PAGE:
By Dr Joanne Berry
Last updated 2011-02-17
Lararia are shrines to the gods of the household, and are found in different shapes and forms in many Pompeian houses, ranging from simple wall-paintings to large and elaborate shrines.
Here, the lararium imitates the form of a temple. Columns support a pediment, and frame a central painting. Two dancing lares (guardians of the family, who protect the household from external threats) hold raised drinking horns. They are positioned on either side of the genius (who represents the spirit of the male head of the household), who is dressed in a toga and making a sacrifice.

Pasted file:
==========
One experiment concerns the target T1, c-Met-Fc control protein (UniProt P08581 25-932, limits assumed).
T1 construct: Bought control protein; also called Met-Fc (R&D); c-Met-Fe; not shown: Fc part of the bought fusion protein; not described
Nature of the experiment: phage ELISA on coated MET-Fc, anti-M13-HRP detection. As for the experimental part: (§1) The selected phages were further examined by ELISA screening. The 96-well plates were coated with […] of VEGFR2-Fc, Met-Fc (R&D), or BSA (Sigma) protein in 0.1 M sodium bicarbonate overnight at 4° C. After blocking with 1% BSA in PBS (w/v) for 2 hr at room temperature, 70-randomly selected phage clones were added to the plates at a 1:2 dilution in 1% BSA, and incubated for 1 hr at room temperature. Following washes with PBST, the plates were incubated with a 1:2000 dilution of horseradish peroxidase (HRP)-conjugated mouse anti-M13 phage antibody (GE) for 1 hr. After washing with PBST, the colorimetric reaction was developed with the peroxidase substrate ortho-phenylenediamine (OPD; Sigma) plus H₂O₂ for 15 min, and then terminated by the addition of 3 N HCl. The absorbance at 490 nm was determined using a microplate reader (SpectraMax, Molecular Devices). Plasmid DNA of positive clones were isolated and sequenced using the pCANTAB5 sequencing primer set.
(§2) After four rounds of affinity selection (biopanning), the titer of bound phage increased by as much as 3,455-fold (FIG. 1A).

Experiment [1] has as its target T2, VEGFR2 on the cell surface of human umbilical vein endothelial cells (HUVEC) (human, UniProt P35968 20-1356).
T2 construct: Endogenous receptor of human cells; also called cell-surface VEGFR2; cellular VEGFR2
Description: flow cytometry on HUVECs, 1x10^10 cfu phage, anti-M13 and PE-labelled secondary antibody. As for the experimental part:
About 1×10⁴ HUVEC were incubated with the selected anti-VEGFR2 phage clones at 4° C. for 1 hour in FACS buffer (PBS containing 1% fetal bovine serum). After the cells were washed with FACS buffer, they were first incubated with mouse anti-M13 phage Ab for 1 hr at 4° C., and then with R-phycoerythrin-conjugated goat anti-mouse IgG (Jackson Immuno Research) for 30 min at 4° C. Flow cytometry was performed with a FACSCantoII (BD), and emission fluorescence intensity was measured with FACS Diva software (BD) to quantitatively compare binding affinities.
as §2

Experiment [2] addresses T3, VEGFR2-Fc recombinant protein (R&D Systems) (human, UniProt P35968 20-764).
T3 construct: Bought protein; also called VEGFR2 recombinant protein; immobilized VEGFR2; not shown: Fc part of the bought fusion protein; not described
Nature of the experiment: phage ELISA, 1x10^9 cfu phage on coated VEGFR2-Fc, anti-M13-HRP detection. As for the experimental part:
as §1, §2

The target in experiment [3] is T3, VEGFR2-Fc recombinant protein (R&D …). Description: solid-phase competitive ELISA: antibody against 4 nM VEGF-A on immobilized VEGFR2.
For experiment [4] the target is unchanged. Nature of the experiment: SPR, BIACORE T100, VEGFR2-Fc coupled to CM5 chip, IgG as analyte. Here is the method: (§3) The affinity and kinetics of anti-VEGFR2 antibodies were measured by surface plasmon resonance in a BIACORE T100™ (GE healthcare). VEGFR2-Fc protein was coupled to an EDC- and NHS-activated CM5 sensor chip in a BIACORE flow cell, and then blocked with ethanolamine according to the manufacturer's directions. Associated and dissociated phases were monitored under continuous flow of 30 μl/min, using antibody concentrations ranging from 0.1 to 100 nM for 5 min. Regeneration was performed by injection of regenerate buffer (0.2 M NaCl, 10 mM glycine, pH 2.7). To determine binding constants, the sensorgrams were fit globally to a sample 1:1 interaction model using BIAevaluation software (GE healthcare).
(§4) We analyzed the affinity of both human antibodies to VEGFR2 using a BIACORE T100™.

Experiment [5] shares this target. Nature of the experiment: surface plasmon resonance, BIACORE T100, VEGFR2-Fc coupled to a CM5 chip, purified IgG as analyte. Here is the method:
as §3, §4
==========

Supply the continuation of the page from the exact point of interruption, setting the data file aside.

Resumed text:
Beneath them all is a serpent. Snakes are often depicted in lararia, and were considered guardian spirits of the family.
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